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New Paid Sick Leave Law Comes Into Effect July 1st in California

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By Casey C. Sullivan, Esq. on June 22, 2015 3:58 PM

Just in time for your hay fever, fireworks injuries, and debilitating sunburns, expanded sick leave rights are coming to California workers. Starting the first of July, the Healthy Workplace Healthy Family Act will give California workers access to paid sick leave if they work over 30 days a year. The bill allows employees to earn at least one hour of paid leave for every 30 hours worked.

The new law is expected to expand paid sick leave to millions of workers who previously had little access to leave or no paid sick leave at all. The Act should cover about three quarters of California's low-wage workers and applies to full-time, part-time, and temporary workers.

For Employees

The law is expected to improve the lot of millions of workers, labor activists say. When workers are forced to pick between getting paid or going to the doctor, many will come in to work, potentially passing their illness along to others. 

Advocates of the new sick leave law hope that paid leave, not summer flu, will become contagious. In California, while paid sick leave begins accruing on the 1st, employees have to wait until their 90th day of employment in order to being taking paid sick days. They can't be required to find a replacement and the law protects against punishment or retaliation.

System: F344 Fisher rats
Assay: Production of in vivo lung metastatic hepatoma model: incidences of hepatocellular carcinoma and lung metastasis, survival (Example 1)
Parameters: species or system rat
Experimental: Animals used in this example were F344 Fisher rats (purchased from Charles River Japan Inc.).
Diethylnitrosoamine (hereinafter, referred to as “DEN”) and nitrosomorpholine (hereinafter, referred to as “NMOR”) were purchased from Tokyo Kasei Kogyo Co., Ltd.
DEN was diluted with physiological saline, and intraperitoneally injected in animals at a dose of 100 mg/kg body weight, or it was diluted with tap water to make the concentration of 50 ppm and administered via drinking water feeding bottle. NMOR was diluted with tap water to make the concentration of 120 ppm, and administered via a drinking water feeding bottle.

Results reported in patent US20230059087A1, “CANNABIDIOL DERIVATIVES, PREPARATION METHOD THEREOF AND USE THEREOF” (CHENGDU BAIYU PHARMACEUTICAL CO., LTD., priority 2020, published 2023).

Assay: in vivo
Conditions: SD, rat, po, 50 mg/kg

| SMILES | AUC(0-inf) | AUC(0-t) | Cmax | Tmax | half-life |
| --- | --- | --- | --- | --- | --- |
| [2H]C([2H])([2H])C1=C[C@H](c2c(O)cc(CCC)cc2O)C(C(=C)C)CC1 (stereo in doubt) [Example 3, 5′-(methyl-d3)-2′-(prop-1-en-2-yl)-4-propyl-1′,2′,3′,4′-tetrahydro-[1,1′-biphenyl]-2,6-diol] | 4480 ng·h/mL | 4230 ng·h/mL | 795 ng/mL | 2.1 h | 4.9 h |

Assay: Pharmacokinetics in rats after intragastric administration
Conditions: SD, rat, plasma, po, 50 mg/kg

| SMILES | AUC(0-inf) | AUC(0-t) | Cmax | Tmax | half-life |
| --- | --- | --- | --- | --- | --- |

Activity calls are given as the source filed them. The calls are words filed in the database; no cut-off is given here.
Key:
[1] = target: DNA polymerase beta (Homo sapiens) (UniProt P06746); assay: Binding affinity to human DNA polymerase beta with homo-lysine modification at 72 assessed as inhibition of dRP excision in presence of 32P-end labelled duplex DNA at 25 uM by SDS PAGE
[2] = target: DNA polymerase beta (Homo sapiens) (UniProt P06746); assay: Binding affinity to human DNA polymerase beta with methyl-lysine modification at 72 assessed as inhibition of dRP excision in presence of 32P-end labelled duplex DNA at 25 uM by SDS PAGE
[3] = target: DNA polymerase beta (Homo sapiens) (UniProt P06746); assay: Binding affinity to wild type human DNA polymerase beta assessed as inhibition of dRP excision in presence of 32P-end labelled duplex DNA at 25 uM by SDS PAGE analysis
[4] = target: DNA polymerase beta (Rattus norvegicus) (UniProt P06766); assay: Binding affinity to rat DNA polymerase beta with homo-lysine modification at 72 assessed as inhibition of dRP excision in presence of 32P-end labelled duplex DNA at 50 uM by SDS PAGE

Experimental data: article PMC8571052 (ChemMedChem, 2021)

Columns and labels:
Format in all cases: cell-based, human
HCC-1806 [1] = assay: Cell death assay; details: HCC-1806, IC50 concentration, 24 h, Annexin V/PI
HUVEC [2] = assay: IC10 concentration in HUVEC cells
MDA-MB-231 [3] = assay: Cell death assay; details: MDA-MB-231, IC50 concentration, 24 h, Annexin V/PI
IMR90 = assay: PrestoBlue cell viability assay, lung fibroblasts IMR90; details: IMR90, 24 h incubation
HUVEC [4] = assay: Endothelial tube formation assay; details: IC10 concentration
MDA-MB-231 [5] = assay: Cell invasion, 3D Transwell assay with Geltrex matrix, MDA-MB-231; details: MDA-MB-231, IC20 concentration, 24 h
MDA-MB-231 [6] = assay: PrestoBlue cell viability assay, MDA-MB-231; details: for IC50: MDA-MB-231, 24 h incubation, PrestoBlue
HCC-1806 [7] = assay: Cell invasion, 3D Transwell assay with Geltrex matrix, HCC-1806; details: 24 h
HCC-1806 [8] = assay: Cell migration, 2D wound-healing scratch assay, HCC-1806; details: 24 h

Unused paid sick time can roll over between years, but may be capped by employers. For example, employers may limit paid leave to 24 hours or three days in any year, and may cap total accrual at 48 hours or six days when carrying time over from year to year.

Paid sick leave isn't limited to employees, either. California is one of only four states to require paid sick leave which extends to the care of family members. Any worker can use their leave to take care of a family member or child, so long as that paid sick leave is for the diagnosis, care, or treatment of "an existing health condition or preventative care." Time may also be used for specific purposes around domestic violence, sexual assault, and stalking.

For Employers

Employers can expect a bit more of a burden as the law goes into effect. For companies who have yet to institute any paid sick leave, the new paid time off will carry a cost. Employers should start planning to deal with the changes ASAP.

Employers aren't just required to pay out for sick leave, either. They should get ready to add another poster to their employee informational materials -- though it's a small one. They will also have to provide employees with written notice about sick leave rights and track untaken sick leave, making that information available to workers on their pay stubs or similar documents. Failure to do so could result in an investigation by the state Labor Commission, which can result in hefty fines.

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